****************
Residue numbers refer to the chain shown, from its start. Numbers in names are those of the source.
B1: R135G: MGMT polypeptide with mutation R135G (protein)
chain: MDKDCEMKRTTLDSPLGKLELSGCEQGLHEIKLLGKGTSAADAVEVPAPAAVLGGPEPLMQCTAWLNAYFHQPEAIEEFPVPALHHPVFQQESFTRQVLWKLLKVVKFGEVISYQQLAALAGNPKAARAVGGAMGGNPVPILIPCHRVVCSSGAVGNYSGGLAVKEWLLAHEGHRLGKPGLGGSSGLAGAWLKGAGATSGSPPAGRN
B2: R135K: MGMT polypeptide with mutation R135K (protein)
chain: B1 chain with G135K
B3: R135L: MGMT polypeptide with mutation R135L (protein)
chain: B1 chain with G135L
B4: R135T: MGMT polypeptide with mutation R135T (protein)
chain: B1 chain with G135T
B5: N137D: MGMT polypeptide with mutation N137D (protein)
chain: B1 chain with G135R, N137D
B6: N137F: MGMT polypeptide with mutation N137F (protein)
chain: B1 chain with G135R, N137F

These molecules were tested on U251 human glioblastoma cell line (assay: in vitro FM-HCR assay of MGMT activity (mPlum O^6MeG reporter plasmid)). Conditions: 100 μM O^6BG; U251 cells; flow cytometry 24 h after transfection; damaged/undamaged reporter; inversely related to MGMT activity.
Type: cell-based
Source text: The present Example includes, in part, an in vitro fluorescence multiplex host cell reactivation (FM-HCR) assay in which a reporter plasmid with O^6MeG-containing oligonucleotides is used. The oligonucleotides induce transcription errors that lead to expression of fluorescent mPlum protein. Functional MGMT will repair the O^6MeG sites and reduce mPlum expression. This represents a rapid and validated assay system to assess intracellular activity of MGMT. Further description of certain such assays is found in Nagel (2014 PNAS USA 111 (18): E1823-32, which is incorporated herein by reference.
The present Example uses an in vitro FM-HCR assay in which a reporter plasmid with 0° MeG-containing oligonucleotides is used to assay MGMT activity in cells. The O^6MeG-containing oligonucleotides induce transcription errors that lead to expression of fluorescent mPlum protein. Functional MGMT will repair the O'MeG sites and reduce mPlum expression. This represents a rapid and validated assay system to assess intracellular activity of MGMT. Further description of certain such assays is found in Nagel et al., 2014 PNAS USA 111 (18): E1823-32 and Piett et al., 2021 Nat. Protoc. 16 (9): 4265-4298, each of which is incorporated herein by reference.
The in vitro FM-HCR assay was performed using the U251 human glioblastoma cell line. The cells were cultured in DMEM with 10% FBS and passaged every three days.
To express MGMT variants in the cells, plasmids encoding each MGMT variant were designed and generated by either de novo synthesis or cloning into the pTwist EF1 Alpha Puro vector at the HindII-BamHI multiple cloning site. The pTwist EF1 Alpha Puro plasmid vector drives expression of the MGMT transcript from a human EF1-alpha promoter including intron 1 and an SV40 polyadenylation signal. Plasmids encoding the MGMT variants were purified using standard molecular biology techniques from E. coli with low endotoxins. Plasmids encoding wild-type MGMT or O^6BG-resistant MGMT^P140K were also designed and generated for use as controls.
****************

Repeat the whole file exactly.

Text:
Residue numbers refer to the chain shown, from its start. Numbers in names are those of the source.
B1: R135G: MGMT polypeptide with mutation R135G (protein)
chain: MDKDCEMKRTTLDSPLGKLELSGCEQGLHEIKLLGKGTSAADAVEVPAPAAVLGGPEPLMQCTAWLNAYFHQPEAIEEFPVPALHHPVFQQESFTRQVLWKLLKVVKFGEVISYQQLAALAGNPKAARAVGGAMGGNPVPILIPCHRVVCSSGAVGNYSGGLAVKEWLLAHEGHRLGKPGLGGSSGLAGAWLKGAGATSGSPPAGRN
B2: R135K: MGMT polypeptide with mutation R135K (protein)
chain: B1 chain with G135K
B3: R135L: MGMT polypeptide with mutation R135L (protein)
chain: B1 chain with G135L
B4: R135T: MGMT polypeptide with mutation R135T (protein)
chain: B1 chain with G135T
B5: N137D: MGMT polypeptide with mutation N137D (protein)
chain: B1 chain with G135R, N137D
B6: N137F: MGMT polypeptide with mutation N137F (protein)
chain: B1 chain with G135R, N137F

These molecules were tested on U251 human glioblastoma cell line (assay: in vitro FM-HCR assay of MGMT activity (mPlum O^6MeG reporter plasmid)). Conditions: 100 μM O^6BG; U251 cells; flow cytometry 24 h after transfection; damaged/undamaged reporter; inversely related to MGMT activity.
Type: cell-based
Source text: The present Example includes, in part, an in vitro fluorescence multiplex host cell reactivation (FM-HCR) assay in which a reporter plasmid with O^6MeG-containing oligonucleotides is used. The oligonucleotides induce transcription errors that lead to expression of fluorescent mPlum protein. Functional MGMT will repair the O^6MeG sites and reduce mPlum expression. This represents a rapid and validated assay system to assess intracellular activity of MGMT. Further description of certain such assays is found in Nagel (2014 PNAS USA 111 (18): E1823-32, which is incorporated herein by reference.
The present Example uses an in vitro FM-HCR assay in which a reporter plasmid with 0° MeG-containing oligonucleotides is used to assay MGMT activity in cells. The O^6MeG-containing oligonucleotides induce transcription errors that lead to expression of fluorescent mPlum protein. Functional MGMT will repair the O'MeG sites and reduce mPlum expression. This represents a rapid and validated assay system to assess intracellular activity of MGMT. Further description of certain such assays is found in Nagel et al., 2014 PNAS USA 111 (18): E1823-32 and Piett et al., 2021 Nat. Protoc. 16 (9): 4265-4298, each of which is incorporated herein by reference.
The in vitro FM-HCR assay was performed using the U251 human glioblastoma cell line. The cells were cultured in DMEM with 10% FBS and passaged every three days.
To express MGMT variants in the cells, plasmids encoding each MGMT variant were designed and generated by either de novo synthesis or cloning into the pTwist EF1 Alpha Puro vector at the HindII-BamHI multiple cloning site. The pTwist EF1 Alpha Puro plasmid vector drives expression of the MGMT transcript from a human EF1-alpha promoter including intron 1 and an SV40 polyadenylation signal. Plasmids encoding the MGMT variants were purified using standard molecular biology techniques from E. coli with low endotoxins. Plasmids encoding wild-type MGMT or O^6BG-resistant MGMT^P140K were also designed and generated for use as controls.